From the beginning, attorneys have argued over Breivik’s metal state at the time of the killings. While one psychiatric team argued that he is a paranoid schizophrenic, similar to Tucson shooter Jared Loughner, or perhaps Aurora shooter James Holmes, the winning side argued that Breivik is “narcissistic and dissocial — having a complete disregard for others — but criminally sane.”

They stopped short of calling Breivik a psychopath or sociopath — a form of mental illness, to be sure, but not one that meets the legal definition of “criminally insane.” Instead, he’s classified as a “sane” man who falls into the category of “lone wolf” terrorist, in the same mold as Oklahoma City bomber Timothy McVeigh, Unabomber Ted Kaczynski, and most recently, Sikh temple shooter Wade Michael Page.

So, there’s a dilemma here: is a sociopath — someone who is incapable of embracing the same values of “right” and “wrong” as mainstream society — truly sane? Just because someone is capable of understanding his actions, does that mean he was in his “right mind” when he carried out those actions? Or is he more like a dog that attacks indiscriminately — one of those rare canines whom re-training won’t help?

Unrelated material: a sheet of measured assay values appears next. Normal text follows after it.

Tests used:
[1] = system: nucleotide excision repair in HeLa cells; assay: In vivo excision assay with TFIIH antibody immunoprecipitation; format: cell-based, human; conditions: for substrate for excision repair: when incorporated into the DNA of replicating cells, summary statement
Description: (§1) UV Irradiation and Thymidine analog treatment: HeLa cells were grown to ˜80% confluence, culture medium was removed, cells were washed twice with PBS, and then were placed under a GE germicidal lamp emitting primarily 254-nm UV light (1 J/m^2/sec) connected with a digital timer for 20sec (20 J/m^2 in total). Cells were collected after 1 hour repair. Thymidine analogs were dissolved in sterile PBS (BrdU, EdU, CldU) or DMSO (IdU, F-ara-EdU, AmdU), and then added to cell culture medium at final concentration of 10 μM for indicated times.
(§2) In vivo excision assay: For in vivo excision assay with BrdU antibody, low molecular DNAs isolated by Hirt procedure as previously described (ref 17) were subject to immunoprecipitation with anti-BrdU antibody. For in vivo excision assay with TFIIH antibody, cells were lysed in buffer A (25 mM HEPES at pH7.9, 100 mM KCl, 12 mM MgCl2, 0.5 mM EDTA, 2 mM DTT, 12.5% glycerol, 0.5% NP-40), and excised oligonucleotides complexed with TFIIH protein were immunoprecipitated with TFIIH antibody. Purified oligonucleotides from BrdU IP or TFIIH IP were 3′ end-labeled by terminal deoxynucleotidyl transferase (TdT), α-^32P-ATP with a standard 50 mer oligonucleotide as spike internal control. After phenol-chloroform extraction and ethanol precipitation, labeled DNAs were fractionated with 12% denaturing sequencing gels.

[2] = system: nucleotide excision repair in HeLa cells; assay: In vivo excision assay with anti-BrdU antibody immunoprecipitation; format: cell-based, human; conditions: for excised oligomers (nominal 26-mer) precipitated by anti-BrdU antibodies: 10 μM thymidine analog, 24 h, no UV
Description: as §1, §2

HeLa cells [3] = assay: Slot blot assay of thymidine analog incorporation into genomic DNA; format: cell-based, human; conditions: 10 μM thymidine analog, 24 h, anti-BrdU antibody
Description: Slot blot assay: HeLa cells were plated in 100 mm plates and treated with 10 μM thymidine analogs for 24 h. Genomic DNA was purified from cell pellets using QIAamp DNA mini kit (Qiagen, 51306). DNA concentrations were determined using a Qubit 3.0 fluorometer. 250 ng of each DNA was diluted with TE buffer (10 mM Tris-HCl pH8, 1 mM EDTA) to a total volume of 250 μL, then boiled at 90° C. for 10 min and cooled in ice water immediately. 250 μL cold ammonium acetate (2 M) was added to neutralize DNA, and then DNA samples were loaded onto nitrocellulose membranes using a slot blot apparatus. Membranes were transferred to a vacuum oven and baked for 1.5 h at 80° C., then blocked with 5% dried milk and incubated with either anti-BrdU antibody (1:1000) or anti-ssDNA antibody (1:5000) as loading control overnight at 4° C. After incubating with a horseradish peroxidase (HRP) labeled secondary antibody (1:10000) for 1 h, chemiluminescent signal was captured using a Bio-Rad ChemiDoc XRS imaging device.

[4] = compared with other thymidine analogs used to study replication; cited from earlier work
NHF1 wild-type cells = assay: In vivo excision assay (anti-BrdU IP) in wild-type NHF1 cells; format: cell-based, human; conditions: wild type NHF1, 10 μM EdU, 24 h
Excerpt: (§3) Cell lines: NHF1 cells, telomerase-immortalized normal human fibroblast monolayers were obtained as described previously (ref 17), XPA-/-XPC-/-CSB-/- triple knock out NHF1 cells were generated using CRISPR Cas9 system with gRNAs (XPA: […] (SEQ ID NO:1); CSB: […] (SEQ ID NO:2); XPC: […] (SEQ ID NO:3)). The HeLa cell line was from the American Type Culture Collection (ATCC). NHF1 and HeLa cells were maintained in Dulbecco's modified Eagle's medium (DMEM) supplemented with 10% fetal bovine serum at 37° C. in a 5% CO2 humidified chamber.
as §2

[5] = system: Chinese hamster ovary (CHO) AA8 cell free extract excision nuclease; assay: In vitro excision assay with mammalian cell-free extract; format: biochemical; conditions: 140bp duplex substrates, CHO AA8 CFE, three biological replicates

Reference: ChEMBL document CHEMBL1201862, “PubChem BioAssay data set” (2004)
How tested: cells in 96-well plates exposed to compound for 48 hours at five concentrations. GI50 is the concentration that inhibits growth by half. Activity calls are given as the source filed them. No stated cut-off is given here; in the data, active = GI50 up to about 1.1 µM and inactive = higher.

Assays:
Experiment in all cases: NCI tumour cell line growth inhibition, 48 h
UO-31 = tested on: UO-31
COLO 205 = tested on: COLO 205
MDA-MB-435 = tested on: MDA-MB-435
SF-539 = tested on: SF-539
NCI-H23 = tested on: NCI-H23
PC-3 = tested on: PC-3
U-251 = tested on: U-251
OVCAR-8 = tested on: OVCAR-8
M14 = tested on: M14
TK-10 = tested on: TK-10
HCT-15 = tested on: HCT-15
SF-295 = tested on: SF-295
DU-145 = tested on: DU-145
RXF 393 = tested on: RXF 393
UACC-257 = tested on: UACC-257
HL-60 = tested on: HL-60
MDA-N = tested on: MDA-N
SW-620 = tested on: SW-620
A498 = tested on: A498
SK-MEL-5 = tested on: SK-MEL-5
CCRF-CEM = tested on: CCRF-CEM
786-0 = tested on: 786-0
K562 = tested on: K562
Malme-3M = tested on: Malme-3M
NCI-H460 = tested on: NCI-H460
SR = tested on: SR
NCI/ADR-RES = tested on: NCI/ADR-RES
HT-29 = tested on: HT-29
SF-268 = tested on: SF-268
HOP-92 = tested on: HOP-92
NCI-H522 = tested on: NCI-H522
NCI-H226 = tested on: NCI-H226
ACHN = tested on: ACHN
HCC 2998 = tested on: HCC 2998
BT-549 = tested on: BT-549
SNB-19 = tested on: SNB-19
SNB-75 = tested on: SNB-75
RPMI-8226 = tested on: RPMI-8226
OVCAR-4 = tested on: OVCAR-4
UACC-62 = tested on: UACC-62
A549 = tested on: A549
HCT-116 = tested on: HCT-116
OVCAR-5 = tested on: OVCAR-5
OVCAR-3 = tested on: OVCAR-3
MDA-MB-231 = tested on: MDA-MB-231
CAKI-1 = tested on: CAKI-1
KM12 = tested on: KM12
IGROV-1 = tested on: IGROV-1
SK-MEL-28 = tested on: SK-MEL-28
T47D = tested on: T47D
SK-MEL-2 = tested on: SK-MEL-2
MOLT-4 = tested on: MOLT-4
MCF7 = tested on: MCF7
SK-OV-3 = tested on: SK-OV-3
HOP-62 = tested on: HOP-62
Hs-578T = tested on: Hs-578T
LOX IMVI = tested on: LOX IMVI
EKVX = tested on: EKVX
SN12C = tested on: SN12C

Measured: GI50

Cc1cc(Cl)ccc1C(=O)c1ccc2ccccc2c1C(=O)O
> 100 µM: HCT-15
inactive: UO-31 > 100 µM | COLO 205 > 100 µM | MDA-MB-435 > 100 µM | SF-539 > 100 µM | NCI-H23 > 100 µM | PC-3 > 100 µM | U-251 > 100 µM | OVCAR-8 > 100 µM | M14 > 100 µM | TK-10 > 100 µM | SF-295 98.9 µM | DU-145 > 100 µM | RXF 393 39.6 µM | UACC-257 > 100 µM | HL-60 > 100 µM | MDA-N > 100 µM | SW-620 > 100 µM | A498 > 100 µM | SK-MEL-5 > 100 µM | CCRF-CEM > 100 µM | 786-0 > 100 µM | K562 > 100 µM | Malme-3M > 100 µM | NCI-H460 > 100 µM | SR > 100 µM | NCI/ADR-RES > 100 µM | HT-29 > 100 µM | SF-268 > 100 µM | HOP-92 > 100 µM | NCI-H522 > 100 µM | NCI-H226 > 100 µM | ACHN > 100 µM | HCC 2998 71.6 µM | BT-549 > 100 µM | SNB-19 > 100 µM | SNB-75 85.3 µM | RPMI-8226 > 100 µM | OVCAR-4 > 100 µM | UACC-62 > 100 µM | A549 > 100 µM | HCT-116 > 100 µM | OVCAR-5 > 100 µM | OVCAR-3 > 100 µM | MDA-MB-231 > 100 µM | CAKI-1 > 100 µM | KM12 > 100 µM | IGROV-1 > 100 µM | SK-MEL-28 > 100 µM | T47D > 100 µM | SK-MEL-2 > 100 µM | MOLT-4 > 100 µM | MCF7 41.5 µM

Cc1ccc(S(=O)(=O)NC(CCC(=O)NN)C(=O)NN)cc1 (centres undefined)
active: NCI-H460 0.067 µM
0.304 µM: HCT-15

With so many shooters in the news right now, we have the opportunity to compare and to categorize. Some are obviously suffering some kind of psychosis; others fall into this “dissocial” or even sociopathic category.

But you’ll notice that none of them fall into the “violent video games clearly caused it” category, or the “heavy metal music clearly caused it” category, or even the “Satanism made him do it” category.

From the very beginning, because Breivik claimed he “trained” on Modern Warfare and played World of Warcraft many hours each day, many felt that video games somehow informed his mission.

Instead, it seems clear now that the games were for Breivik, as they are for millions of others, an outlet. A pastime. And, among the millions upon millions of people who play these games, Breivik was the only one who perpetrated such an attack. When such a vanishingly small percentage of gamers commit mass murder, there’s no way you can argue that video games incite mass murder.

I’m glad to see that the conversation has moved on; I can only hope it stays that way.